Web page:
Whether you are ventilating a grow tent or your whole house, ducting is a vital piece of your ventilation system that directs airflow to where it needs to go. Without ducting, your fan is essentially wasting energy, since the output would return to the space you’re ventilating. Ducting, while necessary, decreases your fan’s efficiency which makes it work harder to move stale air. Each fitting also decreases your fan’s efficiency. Two factors are behind this dropped efficiency as a result of using duct tubes and once you know what’s behind it, you can take steps to mitigate the effect.
Turbulence is a kind of friction where the air is rubbing up against itself as it turns. When an inline fan is free to blow uninhibited, it achieves maximum airflow. However, once it blows through tubing the fan must work against the pressure built up in the limited space. In ventilation systems, there is no way around this short of directly fitting your inline duct fan to the outside.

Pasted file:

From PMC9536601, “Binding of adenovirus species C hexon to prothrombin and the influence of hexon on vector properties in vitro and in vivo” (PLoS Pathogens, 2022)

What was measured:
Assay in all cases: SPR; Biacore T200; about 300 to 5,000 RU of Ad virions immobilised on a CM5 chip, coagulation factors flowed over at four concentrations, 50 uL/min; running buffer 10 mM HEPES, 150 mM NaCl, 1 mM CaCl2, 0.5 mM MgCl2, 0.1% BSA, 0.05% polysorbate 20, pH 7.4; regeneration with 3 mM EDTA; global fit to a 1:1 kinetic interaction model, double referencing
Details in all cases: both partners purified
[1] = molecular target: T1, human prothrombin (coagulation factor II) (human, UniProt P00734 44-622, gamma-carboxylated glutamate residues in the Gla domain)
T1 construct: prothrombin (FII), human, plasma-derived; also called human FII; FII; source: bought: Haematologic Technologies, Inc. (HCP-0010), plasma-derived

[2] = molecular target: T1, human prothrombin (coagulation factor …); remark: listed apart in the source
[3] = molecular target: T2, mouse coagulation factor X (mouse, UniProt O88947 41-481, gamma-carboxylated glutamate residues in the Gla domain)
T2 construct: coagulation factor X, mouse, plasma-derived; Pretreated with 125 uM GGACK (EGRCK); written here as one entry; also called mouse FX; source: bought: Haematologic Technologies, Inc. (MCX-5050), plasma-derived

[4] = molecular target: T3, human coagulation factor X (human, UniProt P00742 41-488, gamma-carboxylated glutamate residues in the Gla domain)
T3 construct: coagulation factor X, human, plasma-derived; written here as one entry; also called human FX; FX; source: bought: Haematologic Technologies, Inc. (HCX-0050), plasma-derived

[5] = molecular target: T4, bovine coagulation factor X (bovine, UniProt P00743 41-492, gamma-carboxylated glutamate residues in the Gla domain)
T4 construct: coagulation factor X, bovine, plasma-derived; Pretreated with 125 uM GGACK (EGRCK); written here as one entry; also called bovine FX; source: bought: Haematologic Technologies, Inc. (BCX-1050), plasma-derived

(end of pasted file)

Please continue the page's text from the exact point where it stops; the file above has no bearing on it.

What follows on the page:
Space limitations may require you to bend your ducting 90° to best route the airflow to where you need it to go. But as you can see in the image below, the type of ductwork fitting you use can make a big difference. The sharper the bend, the more turbulence there is in that area, the more resistance the airflow goes up against. Whether you use rigid steel or flexible ducting, making sure the elbow is as obtuse as possible will reduce the wind resistance.
Another way to improve airflow is to taper off the friction inside. As air is exhausted by your inline duct fan, it rubs against the ducting’s inner surface, losing energy and slowing down. The degree of airflow reduction depends on the smoothness of the inner surface. The smoother the inner surface, the better the airflow and the rougher it is, the more resistance the airflow is up against. Friction can be easily mitigated by pulling the ducting all the way out so that it’s smoother than one that’s flexed. Rigid metal ducting has an even smoother inner surface that has less friction for passing air.